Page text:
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Controlled, localized drug delivery is a long-standing goal of medical research, realization of which could reduce the harmful side-effects of drugs and allow more effective treatment of wounds, cancers, organ damage and other diseases. This is particularly the case for protein "drugs" and other therapeutic biological cargoes, which can be challenging to deliver effectively by conventional systemic administration. However, developing biocompatible materials that can sequester large quantities of protein and release them in a sustained and controlled manner has proven challenging. Glycosaminoglycans (GAGs) represent a promising class of bio-derived materials that possess these key properties and can additionally potentially enhance the biological effects of the delivered protein. They are a diverse group of linear polysaccharides with varied functionalities and suitabilities for different cargoes. However, most investigations so far have focused on a relatively small subset of GAGs - particularly heparin, a readily available, promiscuously-binding GAG. There is emerging evidence that for many applications other GAGs are in fact more suitable for regulated and sustained delivery. In this review, we aim to illuminate the beneficial properties of various GAGs with reference to specific protein cargoes, and to provide guidelines for informed choice of GAGs for therapeutic applications.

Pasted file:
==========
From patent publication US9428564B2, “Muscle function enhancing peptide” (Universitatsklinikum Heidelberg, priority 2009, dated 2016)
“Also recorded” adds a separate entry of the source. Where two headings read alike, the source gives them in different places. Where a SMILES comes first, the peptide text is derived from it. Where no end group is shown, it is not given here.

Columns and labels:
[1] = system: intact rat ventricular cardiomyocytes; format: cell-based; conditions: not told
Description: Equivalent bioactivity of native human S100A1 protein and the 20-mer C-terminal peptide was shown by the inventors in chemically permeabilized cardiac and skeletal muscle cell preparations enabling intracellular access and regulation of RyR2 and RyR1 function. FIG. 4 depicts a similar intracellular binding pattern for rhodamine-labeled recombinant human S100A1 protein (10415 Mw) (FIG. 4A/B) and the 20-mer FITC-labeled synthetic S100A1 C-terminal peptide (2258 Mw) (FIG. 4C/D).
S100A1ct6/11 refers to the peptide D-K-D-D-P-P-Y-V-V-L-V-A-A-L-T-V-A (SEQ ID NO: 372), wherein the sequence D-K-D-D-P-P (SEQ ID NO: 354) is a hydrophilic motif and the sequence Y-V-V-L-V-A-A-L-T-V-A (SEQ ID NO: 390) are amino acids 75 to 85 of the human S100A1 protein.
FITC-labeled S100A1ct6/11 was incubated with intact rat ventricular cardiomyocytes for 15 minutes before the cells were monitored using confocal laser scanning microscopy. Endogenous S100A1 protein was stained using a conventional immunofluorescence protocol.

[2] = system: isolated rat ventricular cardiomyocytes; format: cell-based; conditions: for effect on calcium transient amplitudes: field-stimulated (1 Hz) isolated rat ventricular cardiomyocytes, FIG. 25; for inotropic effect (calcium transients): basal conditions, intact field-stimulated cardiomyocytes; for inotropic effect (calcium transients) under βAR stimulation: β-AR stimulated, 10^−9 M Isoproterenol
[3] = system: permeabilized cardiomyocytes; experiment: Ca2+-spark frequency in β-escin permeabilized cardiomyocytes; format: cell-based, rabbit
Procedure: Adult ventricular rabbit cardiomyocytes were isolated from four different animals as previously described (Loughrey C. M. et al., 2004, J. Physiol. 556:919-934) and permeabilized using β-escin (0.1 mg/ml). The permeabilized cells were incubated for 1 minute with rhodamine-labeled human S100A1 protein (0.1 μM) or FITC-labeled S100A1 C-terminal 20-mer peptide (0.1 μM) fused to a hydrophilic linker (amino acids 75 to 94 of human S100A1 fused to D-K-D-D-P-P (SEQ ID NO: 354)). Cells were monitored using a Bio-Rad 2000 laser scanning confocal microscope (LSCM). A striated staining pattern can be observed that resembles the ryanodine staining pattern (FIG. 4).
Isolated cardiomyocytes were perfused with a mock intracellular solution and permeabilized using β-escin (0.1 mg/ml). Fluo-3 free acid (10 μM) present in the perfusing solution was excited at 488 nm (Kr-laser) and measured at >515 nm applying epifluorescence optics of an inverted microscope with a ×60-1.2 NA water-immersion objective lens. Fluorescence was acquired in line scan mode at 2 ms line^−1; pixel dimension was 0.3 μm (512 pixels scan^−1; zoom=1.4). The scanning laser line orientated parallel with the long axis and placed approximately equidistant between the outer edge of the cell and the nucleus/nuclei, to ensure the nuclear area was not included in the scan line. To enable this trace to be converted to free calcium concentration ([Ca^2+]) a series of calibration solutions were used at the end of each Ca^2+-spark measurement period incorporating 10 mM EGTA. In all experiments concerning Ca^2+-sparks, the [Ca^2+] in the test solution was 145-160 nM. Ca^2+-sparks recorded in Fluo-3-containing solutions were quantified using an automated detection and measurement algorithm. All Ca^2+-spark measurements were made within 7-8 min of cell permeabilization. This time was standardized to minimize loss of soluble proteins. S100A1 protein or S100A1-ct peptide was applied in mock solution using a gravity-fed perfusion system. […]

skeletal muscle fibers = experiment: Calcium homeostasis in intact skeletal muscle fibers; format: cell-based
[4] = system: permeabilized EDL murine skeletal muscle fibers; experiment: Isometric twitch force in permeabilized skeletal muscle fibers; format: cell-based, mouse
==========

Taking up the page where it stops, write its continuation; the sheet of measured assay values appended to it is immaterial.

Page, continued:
Original publication




Journal article


J Control Release

Publication Date





131 - 147


Biomaterials, Controlled delivery, Cytokines, Glycosaminoglycan, Growth factors, Animals, Biocompatible Materials, Cytokines, Delayed-Action Preparations, Drug Carriers, Drug Compounding, Drug Liberation, Extracellular Matrix, Glycosaminoglycans, Heparin, Humans, Intercellular Signaling Peptides and Proteins, Molecular Structure, Structure-Activity Relationship